Sub-Saharan Africa is getting more involved in the search for an AIDS vaccine. Scientists now realize the importance of conducting clinical trials in Africa where the strains of HIV differ from Europe and the United States. The issue was discussed at the AIDS Vaccine 2003 Conference in New York.
There are two types of HIV: HIV-1 and HIV-2. HIV-1 is the predominant type worldwide – and it has at least ten genetically distinct sub-types or clades. And it is here where geographical and often socio-economic barriers are formed when it comes to AIDS vaccine research.
For example, subtype-B is mostly found in the industrialized nations, like the United States. But three different sub-types are found in sub-Saharan Africa.
When vaccine research began, rich nations focused on subtype-B, even though it accounted for only about 12 –percent of the infections worldwide. Developing countries complained that for a vaccine to be successful, it had to work on many different clades.
Dr. Cissy Mutuluuza Kityo was one of those who pushed for clinical trials in Africa. Dr. Kityo is with Uganda’s Joint Clinical Research Council.
She says, "The area of vaccine research has changed a lot. When we compare where we are now to the early 1990’s, I think we’ve made major strides in contributing and participating in HIV research as a continent."
There were no clinical trials in Africa in the early 1990’s. As of now two vaccine trials have been completed, five are in progress, and another five may start before the end of the year. Trials are underway or about to start in Uganda, Kenya, Rwanda and South Africa.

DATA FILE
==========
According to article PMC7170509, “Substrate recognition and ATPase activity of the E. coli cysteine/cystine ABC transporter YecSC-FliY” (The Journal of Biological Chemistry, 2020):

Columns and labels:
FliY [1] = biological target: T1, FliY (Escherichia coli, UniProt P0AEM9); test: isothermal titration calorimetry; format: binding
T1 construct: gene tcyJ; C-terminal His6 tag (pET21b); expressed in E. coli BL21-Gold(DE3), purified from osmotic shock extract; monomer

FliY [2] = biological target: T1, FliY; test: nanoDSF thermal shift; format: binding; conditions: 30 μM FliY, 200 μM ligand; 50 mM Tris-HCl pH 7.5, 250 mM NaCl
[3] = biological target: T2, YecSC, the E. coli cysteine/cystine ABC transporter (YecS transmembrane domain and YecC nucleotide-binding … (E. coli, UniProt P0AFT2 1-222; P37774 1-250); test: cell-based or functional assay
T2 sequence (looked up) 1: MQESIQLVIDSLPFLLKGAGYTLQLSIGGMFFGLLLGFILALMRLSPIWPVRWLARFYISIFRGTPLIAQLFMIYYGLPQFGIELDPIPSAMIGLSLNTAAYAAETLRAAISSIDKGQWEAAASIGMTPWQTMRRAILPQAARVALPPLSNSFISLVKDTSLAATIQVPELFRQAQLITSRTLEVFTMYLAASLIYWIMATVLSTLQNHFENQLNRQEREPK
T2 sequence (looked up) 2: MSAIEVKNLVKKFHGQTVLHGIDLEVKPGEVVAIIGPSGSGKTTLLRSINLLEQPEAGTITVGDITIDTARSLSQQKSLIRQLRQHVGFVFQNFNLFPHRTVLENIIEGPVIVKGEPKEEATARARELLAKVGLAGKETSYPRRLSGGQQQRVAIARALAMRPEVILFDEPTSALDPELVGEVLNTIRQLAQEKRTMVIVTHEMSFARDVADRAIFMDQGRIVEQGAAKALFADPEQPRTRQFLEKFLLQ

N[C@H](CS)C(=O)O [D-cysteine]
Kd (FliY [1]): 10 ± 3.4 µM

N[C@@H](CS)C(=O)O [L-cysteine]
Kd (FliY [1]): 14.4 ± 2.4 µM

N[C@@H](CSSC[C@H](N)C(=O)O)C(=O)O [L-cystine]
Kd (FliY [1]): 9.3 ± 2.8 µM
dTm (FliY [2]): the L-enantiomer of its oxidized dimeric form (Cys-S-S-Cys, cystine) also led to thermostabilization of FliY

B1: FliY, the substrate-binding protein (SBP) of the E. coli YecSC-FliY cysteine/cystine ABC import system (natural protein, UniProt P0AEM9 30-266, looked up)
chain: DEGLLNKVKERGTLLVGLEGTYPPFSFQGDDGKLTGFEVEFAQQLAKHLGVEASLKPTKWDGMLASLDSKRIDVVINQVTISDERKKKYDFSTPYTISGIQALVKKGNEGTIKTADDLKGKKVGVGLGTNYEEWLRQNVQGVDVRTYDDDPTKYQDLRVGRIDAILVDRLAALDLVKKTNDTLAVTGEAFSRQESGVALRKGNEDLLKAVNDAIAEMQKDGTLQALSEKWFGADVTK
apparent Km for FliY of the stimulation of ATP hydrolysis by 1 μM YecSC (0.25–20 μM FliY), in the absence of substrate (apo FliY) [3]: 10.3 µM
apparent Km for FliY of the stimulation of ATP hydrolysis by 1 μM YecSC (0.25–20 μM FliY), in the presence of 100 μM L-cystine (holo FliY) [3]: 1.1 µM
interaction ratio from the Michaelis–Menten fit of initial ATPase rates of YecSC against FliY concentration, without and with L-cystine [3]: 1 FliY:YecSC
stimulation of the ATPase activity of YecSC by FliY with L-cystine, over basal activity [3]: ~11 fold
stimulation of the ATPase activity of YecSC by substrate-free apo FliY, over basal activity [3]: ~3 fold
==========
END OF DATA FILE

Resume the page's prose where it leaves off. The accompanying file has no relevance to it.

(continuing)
"We think this is very good. We’ve had a lot of partnerships with international organizations that have helped us actually accelerate the research. They’ve helped us transfer technology very quickly. And have helped us move with our agenda very quickly," she says.
Dr. Omu Anzala of the Kenya AIDS Vaccine Initiative says before vaccine trials could begin, researchers had to gain the public’s trust.
He says, "Because here people will be asking you: how do you know this vaccine will work? Do you want to use us as Guinea pigs? Those words we heard and those are initial challenges. Because it means you really have to go down to the ground level and explain to all the stakeholders."
Dr. Kityo says there are other “unique challenges” to wining approval for vaccine research in Africa.
"We have to involve the politicians. And that may not necessarily be the case in the US or European countries. We have to get consensus of the politicians before any vaccine program can go ahead in our countries," she says.
And there are ethical and social issues that exist in poor countries. These include ensuring a high standard of care for vaccine trial volunteers; reimbursing them for the cost of transportation to the clinic; and making sure they fully understand any risks that may be involved.
It’s estimated there are 44-million people living with HIV/AIDS worldwide, the vast majority are in sub-Saharan Africa. Researchers say without a vaccine, another 50-million could become infected by the year 2010.